Squabble over mask shortage erupts as coronavirus spreads

Squabble over mask shortage erupts as coronavirus spreads

The fight echoes the post-9/11 debate over whether the government should accept liability for anti-terrorism technologies that fail to prevent future attacks or antidotes to anthrax that were produced on a large scale.

Under the 2005 PREP Act, the government assumes the cost of liability claims when it asks companies to provide products in response to a public emergency. But the protection doesn’t apply to items like industrial masks because they’re not regulated by the FDA, according to Charles Johnson, president of the International Safety Equipment Association.

The mask supply is a growing concern for the administration as more outbreaks of coronavirus are being reported in multiple states. The CDC is trying to speed masks to health care workers under an emergency use authorization granted Monday that allows more types of respirators, like industrial masks, to be used in health care settings. The FDA already allows a subset of respirators to be used in health care settings.

HHS this week said the U.S. has about 1 percent of the required respirator masks needed to equip health workers in a full-blown pandemic, estimating the medical system would need as many as 3.5 billion N95 respirator masks in a year.

Administration officials say the lack of liability protections means manufacturers including 3M, Dräger and Moldex could potentially face a wave of individual lawsuits, even for circumstances like someone wrongly wearing the mask and contracting the virus.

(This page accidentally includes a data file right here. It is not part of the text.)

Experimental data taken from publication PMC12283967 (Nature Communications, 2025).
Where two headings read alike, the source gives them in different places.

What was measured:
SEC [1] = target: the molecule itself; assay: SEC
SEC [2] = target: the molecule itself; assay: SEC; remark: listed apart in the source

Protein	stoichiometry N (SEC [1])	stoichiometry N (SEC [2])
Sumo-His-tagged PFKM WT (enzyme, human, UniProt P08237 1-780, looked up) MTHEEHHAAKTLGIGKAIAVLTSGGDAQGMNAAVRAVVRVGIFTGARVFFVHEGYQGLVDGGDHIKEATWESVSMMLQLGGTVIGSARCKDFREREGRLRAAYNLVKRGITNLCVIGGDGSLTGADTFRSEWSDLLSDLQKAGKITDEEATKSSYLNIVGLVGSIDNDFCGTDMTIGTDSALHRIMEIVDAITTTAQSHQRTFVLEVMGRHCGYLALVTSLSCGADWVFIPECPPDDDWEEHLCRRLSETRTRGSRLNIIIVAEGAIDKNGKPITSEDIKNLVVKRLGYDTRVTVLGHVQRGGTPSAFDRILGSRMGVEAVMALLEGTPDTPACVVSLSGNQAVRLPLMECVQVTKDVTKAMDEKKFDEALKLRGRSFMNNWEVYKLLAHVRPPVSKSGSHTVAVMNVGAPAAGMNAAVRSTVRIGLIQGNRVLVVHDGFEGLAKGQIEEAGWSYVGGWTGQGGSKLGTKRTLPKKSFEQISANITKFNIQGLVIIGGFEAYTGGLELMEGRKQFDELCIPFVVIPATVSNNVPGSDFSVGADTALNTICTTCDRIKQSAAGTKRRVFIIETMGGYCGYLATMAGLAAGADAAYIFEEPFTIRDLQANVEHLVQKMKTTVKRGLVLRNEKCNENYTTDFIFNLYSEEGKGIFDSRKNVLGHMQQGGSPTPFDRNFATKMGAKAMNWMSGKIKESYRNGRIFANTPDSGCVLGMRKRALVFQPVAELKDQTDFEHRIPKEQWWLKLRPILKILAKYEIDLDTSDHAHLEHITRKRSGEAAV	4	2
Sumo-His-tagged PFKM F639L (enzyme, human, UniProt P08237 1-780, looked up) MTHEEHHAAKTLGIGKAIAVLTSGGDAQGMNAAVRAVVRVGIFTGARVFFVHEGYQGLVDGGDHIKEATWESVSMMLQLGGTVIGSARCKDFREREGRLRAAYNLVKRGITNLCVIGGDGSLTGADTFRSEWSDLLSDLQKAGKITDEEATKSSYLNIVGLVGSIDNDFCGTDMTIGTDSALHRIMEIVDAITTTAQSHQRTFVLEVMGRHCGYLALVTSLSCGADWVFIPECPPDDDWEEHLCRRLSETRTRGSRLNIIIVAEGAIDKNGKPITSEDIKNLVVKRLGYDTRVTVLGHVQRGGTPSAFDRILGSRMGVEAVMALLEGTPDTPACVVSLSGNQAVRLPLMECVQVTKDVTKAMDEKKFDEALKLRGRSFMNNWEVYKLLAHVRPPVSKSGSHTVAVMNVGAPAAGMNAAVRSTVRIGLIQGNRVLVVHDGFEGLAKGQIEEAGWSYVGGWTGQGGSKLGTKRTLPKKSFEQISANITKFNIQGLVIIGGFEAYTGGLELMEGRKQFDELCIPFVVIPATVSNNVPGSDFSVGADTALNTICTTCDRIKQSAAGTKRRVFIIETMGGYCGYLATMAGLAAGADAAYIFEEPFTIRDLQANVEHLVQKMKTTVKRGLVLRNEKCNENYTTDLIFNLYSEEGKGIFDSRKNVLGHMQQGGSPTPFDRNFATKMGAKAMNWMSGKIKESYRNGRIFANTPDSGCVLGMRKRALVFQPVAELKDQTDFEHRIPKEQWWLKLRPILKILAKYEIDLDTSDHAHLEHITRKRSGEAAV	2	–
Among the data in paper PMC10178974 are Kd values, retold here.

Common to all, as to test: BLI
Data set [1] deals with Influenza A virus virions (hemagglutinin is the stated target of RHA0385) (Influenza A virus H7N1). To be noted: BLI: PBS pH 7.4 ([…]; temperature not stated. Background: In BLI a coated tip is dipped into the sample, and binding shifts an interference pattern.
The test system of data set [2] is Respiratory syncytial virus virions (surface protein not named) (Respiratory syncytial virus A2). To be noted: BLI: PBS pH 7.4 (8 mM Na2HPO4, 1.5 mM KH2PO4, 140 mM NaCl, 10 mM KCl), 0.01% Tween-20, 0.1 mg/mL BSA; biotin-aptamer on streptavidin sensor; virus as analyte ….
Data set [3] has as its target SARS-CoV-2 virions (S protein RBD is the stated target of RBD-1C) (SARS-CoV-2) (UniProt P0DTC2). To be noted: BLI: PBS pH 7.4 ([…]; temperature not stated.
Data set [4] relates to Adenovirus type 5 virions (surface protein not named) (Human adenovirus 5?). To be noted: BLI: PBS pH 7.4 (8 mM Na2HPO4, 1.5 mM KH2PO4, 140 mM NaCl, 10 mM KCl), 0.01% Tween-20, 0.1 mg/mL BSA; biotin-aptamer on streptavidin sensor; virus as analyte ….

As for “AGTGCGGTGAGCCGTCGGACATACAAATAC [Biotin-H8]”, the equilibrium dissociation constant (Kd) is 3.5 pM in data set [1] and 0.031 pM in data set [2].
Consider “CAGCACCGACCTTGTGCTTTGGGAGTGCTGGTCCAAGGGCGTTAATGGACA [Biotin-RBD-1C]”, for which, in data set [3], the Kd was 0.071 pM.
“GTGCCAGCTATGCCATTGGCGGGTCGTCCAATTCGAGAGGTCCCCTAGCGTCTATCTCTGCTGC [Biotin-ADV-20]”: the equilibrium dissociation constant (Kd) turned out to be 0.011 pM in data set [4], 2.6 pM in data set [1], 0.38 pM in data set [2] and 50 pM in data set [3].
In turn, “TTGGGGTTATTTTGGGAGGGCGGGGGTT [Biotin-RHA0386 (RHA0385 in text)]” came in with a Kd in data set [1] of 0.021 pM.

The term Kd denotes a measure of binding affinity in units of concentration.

At a Thursday visit to 3M in Minnesota, Vice President Mike Pence noted the company can currently only produce 4 million FDA-blessed surgical masks per month. A Pence spokesperson tells POLITICO it is expected that 31 million industrial masks will help meet 3M’s contract with the U.S. for 35 million masks per month. The vice president promised to work with Minnesota Gov. Tim Walz and Congress to extend legal protections to industrial masks intended for patients and health care workers.

“This liability issue makes it harder for the industry to step up and do the right thing when the government asks them to do so,” said Johnson, who supports expanding the PREP Act’s protections. “The masks may be slower to market and into the hands of the people who need them.”

“I have worked alongside manufacturers like 3M, who have a plant in Nebraska, who are working around the clock manufacturing protection devices,” added Rep. Don Bacon (R-Neb.), the lead sponsor of the provision. “Manufacturers must be willing and able to respond in the event of an outbreak — this legislation would have done just that.”

3M officials have said Congress’ failure to include the language in the spending package could lead to hoarding of masks.

The health department has warned that the provision was an important step to enlist the industry to fight coronavirus, said two individuals with knowledge of the deliberations. A White House official confirmed that the administration supported the provision.

“We can’t expect companies to go above and beyond to meet the needs of the American people when they have the looming threat of litigation hanging over their heads,” said one individual with knowledge of the talks.

But Democrats balked at adding the measure. “The committees raised early objections to including an expansive liability waiver in the supplemental and the Speaker agreed,” said a senior Democratic aide.

Congressional aides familiar also say the industry needs to demonstrate evidence that a blanket liability shield is needed in order to make enough masks to fight the coronavirus outbreak. They also said the administration hadn’t actively pushed for the provision, which introduces complications around who’s going to pay to cover liability — and could leave Congress on the hook to come up with the funding.